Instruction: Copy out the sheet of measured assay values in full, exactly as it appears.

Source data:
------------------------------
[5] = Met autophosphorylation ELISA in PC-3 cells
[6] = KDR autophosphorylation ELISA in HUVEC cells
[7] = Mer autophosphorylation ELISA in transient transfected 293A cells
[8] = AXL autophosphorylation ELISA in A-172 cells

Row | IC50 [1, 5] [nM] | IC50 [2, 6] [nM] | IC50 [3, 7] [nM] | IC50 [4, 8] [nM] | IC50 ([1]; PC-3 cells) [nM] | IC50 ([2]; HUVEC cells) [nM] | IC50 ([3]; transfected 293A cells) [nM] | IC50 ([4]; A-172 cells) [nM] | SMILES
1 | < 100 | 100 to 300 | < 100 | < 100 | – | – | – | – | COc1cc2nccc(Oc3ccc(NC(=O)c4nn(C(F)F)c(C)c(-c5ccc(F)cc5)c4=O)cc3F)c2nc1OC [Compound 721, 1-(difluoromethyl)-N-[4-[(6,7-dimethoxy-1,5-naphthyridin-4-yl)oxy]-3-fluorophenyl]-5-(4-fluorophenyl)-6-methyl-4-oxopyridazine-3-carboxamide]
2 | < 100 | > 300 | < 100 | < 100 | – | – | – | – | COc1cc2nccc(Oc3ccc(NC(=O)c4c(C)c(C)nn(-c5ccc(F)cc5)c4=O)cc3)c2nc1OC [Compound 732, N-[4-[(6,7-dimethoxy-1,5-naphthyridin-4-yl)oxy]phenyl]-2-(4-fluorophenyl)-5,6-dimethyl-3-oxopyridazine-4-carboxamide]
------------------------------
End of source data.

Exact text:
[5] = Met autophosphorylation ELISA in PC-3 cells
[6] = KDR autophosphorylation ELISA in HUVEC cells
[7] = Mer autophosphorylation ELISA in transient transfected 293A cells
[8] = AXL autophosphorylation ELISA in A-172 cells

Row | IC50 [1, 5] [nM] | IC50 [2, 6] [nM] | IC50 [3, 7] [nM] | IC50 [4, 8] [nM] | IC50 ([1]; PC-3 cells) [nM] | IC50 ([2]; HUVEC cells) [nM] | IC50 ([3]; transfected 293A cells) [nM] | IC50 ([4]; A-172 cells) [nM] | SMILES
1 | < 100 | 100 to 300 | < 100 | < 100 | – | – | – | – | COc1cc2nccc(Oc3ccc(NC(=O)c4nn(C(F)F)c(C)c(-c5ccc(F)cc5)c4=O)cc3F)c2nc1OC [Compound 721, 1-(difluoromethyl)-N-[4-[(6,7-dimethoxy-1,5-naphthyridin-4-yl)oxy]-3-fluorophenyl]-5-(4-fluorophenyl)-6-methyl-4-oxopyridazine-3-carboxamide]
2 | < 100 | > 300 | < 100 | < 100 | – | – | – | – | COc1cc2nccc(Oc3ccc(NC(=O)c4c(C)c(C)nn(-c5ccc(F)cc5)c4=O)cc3)c2nc1OC [Compound 732, N-[4-[(6,7-dimethoxy-1,5-naphthyridin-4-yl)oxy]phenyl]-2-(4-fluorophenyl)-5,6-dimethyl-3-oxopyridazine-4-carboxamide]